But how could I best reinforce those values to my daughter as she
grew older and the mean girls arrived on the playground? How would I,
the creator of two successful cosmetics companies, teach my little one
that beauty was more than skin deep? I asked a few wise expert friends
how they would model the essence of beauty for their children. Here
are their thoughts, mixed with a few of my own ideas:

THE MOST BEAUTIFUL THINGS: My family and I decided to share daily
"The Most Beautiful Things" we witnessed during the day. At dinner,
when we talked about our day, we consciously pointed out all the
magnificent things -- from rainbows to shady green trees to blue jays
- as well as all the acts of joy and kindness we noticed - a child
holding open a door for an old man, a waiter drawing an intricate
picture on a restaurant chalkboard, a woman delivering a basket of
homegrown oranges to a homeless woman. This ritual became as important
as our prayer of thanks before dinner.

MODEL BEAUTY: My family and I treat everyone with respect and
kindness, from the gardener who mows our lawn to the toothless man
asking for a handout, to each other, even when we're really angry. "A
child has to see his parents' values in actions," says family
therapist Dr. Irene Goldenberg. "If you act falsely or disrespectfully
to people or you base your attitude towards somebody on their status
or wealth, your child will pick up on that and eventually reproduce
that behavior. By showing kindness to everyone, and seeing everyone's
inner value, you set the standard."

USE WORDS TO COMMUNICATE YOUR VALUES: I've realized that children
need experiences framed for them verbally - I sure know Grace does. If
a child ever questions why you like someone who's physically
unappealing, or not from your economic class or social standing,
explain to her in plain language what your values are,
says Dr. Goldenberg. "Make clear that you appreciate Mrs. So and So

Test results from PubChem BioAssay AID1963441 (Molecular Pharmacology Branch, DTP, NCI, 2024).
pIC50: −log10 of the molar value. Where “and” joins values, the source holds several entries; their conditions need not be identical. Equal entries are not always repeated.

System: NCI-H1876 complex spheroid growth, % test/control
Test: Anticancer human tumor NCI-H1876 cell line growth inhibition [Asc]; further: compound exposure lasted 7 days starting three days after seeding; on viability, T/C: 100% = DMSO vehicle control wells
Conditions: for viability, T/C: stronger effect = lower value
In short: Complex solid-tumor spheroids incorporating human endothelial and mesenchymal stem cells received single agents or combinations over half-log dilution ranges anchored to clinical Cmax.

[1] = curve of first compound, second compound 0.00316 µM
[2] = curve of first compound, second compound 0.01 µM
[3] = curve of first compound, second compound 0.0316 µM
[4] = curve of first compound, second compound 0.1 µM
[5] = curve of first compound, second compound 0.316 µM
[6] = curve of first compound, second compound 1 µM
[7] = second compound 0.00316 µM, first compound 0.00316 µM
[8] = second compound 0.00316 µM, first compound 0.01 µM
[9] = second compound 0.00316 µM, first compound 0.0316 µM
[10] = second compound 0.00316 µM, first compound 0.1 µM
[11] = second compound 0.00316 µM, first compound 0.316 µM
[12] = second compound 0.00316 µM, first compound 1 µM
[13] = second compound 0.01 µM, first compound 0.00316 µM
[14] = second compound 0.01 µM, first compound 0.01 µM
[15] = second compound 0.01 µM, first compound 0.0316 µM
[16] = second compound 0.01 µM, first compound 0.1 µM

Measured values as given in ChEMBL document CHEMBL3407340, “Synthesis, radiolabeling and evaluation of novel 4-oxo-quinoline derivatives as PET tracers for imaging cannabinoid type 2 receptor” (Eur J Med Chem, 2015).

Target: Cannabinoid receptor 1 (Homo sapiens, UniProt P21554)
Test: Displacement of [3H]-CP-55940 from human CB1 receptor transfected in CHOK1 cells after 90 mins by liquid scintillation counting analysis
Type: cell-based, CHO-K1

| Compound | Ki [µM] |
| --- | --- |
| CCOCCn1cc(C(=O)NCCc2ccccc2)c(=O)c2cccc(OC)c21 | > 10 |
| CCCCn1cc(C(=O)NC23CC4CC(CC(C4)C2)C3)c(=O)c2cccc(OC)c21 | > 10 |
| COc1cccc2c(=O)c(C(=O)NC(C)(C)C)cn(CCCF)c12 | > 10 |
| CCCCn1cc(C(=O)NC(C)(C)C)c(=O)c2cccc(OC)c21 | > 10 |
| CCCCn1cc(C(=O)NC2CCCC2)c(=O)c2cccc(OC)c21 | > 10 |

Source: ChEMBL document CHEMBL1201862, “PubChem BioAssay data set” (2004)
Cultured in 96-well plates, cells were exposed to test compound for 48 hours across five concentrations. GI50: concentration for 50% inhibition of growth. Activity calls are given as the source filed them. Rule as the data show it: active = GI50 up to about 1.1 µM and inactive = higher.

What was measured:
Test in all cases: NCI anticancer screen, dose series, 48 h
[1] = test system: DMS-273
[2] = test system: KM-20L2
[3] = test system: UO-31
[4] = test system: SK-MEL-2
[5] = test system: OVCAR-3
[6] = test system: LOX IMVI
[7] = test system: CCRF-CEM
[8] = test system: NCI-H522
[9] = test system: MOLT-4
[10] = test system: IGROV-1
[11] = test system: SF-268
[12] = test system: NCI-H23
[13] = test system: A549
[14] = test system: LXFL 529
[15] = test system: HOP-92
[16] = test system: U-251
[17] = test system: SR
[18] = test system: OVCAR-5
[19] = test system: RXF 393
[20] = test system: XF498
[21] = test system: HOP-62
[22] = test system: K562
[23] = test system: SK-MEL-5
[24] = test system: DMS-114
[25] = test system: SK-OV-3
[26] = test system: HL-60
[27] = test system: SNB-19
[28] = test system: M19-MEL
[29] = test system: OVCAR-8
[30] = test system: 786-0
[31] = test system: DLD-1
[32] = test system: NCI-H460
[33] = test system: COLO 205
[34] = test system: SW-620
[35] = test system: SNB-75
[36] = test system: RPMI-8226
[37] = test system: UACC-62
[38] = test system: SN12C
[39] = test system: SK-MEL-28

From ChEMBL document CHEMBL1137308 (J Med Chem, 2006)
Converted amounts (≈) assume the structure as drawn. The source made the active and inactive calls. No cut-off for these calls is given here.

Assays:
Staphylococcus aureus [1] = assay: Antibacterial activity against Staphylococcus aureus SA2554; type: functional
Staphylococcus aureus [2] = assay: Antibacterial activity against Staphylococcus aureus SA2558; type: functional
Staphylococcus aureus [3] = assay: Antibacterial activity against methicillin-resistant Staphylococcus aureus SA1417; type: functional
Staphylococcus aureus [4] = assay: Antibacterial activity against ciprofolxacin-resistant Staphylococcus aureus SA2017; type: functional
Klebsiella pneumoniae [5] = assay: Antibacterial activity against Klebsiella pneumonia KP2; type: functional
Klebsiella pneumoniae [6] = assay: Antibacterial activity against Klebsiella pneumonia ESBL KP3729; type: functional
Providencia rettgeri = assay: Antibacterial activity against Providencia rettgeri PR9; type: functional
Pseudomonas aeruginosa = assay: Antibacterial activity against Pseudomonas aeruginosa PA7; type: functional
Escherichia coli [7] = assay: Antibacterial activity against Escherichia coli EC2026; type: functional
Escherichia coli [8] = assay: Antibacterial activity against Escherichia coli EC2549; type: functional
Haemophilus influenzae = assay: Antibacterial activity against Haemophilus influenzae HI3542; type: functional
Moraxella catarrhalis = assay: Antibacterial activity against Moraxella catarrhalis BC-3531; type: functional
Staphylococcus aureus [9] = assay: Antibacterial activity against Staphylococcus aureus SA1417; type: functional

because she's a good friend, she's responsible, she's caring. Help
your child develop a sense of whether people have deep qualities or
superficial ones."

SEE THE BEAUTY IN ALL THINGS GREAT AND SMALL:
When you're outside with your children, help them connect to all
the insects and animals that you encounter - not just the cute ones,
like puppies and horses, but also the ones that sometimes make us
adults squirm. Turn over stones and look for bugs; explain how their
hard work helps keep the soil for our flowers and fruit trees healthy.
Point out the intricate detail in a spider's web. Note a bee's lovely
stripes and explain that its work flying from flower to flower brings
us honey and keeps the flowers blooming. Focus on the positive aspects
of things, their usefulness, their place in this world.

"Appreciating the beauty in insects or worms, creatures that might
repulse us, helps children develop love and respect for all living
beings," says Susan Usha Dermond, author of Calm and Compassionate
Children
. They next time they encounter a homeless woman they might
notice her kind eyes, instead of her ragged clothes.

DO SOMETHING SMALL FOR YOURSELF EVERYDAY.
I've learned to carve out time for myself. Time to exercise, clean
up my eyebrows, indulge in a home facial, pull together a nice outfit
- whatever makes me feel good. At night my daughter and I hold hands
and count our many blessings and pray for the world to be healed with
love.

My daughter, not my cosmetics, helped me recapture my timeless and
ageless beauty. She brought the beauty back to my life - inside and
out.

Cristina Carlino is a mother, songwriter, author, a social
entrepreneur and the founder and creator of philosophy, one of the most beloved brands in the
cosmetic industry. Her new book, The Changing Room: A Mother's
Journal of Gratitude to Her Little Girl
, is available on amazon.com.